We’ve all demonstrated some level of presenteeism at work at some point in our jobs. For many of us these are short-lived periods of time when we are not as productive as we usually are due to a variety of reasons. For others, periods of presenteeism can be longer-lasting if the cause goes unaddressed.
How many hours a day do you spend at work? Out of your total number of hours, think about your level of productivity. Were you focused and productive for all those hours? How many hours did you spend perusing the internet? How many hours did you spend thinking about your evening plans? Or being anxious about your afternoon presentation? Staring at a blank page/screen wishing you were in your bed because you feel sick? These questions bring us to the topic of presenteeism – the act of physically attending work, but not being mentally present.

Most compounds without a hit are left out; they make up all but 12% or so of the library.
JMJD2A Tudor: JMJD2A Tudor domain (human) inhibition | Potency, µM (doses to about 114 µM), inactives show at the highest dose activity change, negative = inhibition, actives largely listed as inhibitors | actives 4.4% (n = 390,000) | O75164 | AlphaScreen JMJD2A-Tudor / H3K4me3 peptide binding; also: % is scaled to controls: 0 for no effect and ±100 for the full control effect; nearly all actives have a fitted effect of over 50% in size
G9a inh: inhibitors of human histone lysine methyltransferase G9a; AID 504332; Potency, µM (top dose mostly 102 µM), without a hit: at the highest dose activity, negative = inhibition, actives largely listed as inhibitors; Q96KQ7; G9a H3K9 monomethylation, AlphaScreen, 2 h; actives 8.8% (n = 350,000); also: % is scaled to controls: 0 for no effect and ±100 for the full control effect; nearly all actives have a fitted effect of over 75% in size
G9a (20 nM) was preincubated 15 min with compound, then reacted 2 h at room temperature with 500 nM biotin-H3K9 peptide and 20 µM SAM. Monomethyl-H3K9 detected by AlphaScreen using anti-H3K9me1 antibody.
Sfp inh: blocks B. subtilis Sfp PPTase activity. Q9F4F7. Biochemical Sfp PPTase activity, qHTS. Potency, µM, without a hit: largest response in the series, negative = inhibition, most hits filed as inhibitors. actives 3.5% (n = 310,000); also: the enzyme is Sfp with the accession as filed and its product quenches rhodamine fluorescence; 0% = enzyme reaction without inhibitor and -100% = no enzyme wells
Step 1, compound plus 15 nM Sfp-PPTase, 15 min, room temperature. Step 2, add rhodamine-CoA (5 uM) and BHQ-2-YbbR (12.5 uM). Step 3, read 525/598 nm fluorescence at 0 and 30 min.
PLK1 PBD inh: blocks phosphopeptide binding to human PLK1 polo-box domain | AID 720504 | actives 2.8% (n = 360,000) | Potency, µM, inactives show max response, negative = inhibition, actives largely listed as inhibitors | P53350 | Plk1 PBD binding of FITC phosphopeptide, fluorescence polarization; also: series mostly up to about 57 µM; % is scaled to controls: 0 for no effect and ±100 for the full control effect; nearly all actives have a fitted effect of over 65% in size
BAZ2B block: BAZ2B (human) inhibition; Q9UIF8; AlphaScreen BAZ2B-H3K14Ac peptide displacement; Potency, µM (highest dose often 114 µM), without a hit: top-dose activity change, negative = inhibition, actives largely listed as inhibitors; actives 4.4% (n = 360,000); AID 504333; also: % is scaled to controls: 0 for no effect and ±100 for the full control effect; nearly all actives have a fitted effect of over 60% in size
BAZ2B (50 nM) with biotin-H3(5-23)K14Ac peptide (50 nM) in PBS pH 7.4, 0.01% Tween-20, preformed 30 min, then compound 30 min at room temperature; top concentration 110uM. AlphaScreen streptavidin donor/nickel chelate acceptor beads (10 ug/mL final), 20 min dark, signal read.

What do you look for in a new hire? Likely, you are looking for someone who is:
- Hard working
- Good attendance record
- Talent and unique skills
According to this article from the Globe and Mail, these are employer-highlighted qualities of employees with disabilities. People with disabilities have many positive skills to contribute to the workplace that can ultimately increase productivity and reduce costs associated with turnover, presenteeism and absenteeism.